MENAFN - Arab News
Saudi- Investing in young minds is our challenge
Dr. Walid Fitaihi, founder and CEO of the International Medical Center.
(MENAFN - Arab News) Dr. Walid Fitaihi is the founder, chairman of the board of directors and chief executive officer of the International Medical Center (IMC) based in Jeddah. He is vocal about youth rights. He says Saudi youth should be given an opportunity and their grievances heard. He called for establishing a ministry of youth, offering a platform where youth could discuss their needs.
Dr. Fitaihi's integral role in the foundation of the IMC included the creation of its mission and vision. Having overseen the design and construction of the facility, and guiding it through a successful accreditation, he has set up guidelines for recruitment, quality and policy-making with a view to instilling the IMC culture and values in all those involved in running the hospital.
The grand opening of the IMC was held in October 2006 under the patronage of Custodian of the Two Holy Mosques King Abdullah, bringing Dr. Fitaihi's dream into reality.
His mission in life is to enhance the quality of health care and ensure that the IMC truly represents a major paradigm shift in health care services in the region.
Dr. Fitaihi emphasized three major points during the interview with Arab News: Share ideas with youth, develop education, and give freedom to media.
What changes will have a major impact on the lives of Saudis in the coming 20 years?
There was a graph study done that put a math score about the dependence on national resources. Countries like Japan and Singapore are in the high math score of little dependence on national resources. Saudi Arabia is the worst of any other country in the world, as it is fully dependent on oil, and in the same category with Ghana. In the coming years, we will have a baby boom where we have to invest in people and depend less on oil. This could happen through early start of education, allowing people to express themselves, teaching them the values, and giving them the freedom of expression.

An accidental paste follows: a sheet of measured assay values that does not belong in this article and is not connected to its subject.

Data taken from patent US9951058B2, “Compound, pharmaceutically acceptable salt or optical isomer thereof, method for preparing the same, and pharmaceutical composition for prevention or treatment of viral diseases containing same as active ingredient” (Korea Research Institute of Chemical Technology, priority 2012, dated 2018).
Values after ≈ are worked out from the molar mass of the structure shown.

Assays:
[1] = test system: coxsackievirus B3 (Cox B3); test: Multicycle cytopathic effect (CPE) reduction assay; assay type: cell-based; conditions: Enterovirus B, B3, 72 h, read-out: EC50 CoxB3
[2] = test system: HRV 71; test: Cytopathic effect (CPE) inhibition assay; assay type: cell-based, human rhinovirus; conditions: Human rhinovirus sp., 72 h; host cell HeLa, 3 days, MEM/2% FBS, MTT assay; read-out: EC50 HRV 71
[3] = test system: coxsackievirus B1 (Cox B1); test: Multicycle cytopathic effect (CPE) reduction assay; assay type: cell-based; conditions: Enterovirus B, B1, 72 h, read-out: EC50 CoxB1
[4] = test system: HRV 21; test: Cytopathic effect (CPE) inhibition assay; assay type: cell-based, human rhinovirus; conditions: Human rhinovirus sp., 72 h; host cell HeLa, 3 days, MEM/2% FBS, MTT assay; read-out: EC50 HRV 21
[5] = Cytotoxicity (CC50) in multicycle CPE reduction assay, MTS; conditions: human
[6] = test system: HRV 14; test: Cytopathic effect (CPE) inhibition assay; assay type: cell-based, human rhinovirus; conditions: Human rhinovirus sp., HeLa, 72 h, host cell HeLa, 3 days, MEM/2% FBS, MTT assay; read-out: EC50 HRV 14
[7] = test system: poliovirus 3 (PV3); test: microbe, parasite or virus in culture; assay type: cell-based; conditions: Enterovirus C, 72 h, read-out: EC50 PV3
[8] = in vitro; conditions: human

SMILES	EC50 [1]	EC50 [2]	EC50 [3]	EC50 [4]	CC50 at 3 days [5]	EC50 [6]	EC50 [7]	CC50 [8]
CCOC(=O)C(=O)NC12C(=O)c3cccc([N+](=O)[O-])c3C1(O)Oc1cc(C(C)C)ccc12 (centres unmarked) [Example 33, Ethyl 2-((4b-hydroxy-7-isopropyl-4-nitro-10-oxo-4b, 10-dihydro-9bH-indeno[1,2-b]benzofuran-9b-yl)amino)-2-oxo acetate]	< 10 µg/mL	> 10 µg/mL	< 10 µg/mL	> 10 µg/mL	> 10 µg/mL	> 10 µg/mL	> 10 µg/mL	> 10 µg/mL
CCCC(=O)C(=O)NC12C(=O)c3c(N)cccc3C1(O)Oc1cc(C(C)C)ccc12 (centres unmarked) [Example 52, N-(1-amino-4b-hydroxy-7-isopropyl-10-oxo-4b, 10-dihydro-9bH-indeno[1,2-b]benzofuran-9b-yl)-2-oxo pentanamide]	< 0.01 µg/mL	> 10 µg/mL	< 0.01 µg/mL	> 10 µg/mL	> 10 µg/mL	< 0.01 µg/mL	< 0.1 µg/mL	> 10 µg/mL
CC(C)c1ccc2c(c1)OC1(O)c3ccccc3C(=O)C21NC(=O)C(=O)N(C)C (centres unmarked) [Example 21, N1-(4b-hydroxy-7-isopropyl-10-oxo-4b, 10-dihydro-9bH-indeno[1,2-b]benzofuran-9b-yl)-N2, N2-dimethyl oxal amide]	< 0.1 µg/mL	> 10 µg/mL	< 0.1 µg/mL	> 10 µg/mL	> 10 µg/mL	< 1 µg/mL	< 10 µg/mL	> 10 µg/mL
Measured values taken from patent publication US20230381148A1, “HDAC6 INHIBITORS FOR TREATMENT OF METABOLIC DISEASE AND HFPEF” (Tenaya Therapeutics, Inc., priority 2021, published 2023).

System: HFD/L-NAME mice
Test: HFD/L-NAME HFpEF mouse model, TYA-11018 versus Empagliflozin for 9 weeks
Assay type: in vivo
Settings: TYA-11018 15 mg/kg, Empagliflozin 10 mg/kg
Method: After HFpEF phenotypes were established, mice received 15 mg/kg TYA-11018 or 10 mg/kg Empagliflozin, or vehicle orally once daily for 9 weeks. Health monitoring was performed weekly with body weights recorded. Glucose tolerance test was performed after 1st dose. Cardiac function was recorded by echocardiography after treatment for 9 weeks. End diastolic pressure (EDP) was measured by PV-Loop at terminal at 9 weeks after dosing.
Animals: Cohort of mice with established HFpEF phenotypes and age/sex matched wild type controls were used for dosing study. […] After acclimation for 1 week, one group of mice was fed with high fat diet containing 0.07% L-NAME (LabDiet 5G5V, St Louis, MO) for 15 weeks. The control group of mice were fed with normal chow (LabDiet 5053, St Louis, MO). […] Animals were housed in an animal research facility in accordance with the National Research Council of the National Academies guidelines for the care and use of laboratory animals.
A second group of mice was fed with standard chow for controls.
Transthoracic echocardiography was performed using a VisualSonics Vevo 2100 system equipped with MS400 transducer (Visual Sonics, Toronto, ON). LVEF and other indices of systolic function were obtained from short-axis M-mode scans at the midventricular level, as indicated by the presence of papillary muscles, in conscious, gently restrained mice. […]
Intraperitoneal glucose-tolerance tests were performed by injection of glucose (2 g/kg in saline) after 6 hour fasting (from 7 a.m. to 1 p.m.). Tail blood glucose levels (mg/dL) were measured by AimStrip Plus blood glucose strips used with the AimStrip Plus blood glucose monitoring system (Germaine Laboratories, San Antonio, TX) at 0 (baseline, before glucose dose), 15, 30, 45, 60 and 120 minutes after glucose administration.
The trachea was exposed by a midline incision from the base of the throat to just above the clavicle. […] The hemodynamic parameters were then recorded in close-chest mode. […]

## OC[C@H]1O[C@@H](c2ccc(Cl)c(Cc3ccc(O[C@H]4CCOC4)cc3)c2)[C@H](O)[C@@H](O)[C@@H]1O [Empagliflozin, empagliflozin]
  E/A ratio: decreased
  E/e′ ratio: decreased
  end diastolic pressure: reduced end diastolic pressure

Role of leadership
What do you think of the leadership role of organizations in the Kingdom? What are the reasons for their current state?
The whole world is going through changes, through Arab Spring in parts of the Middle East. If we look around, we will see that all countries have been changed by youth power. We are going through a baby boom as more than 70 percent of our society are under 25 years of age. We must listen to youth, as they are going to change our society. There was a declaration signed by young Saudis putting forth their demands and responsibilities. People should have the right to express themselves through projects they create. Leaders must listen carefully to the youth, especially matured voices among them, because youth are the energy of the country. I really call for establishing a ministry for youth and the portfolio should be held by a youth under 30 years old.
What are the most difficult decisions the Kingdom should take in the next 20 years?
The Kingdom is going through a very critical position in the coming years. The decision considered most difficult is whether to listen to the voice of youth or not. If we hear the voice of youth and involve them in further changes, the Kingdom will definitely develop.
What goals would you set for the Kingdom's onward development and how can these goals be achieved.
I believe that boosting education is the perfect way toward developing the community. The syllabus that we have is too weak and cannot produce an enlightened generation. We need to improve our education system. If countries like Japan have progressed, it is due to education. We should stop relying on unqualified teachers.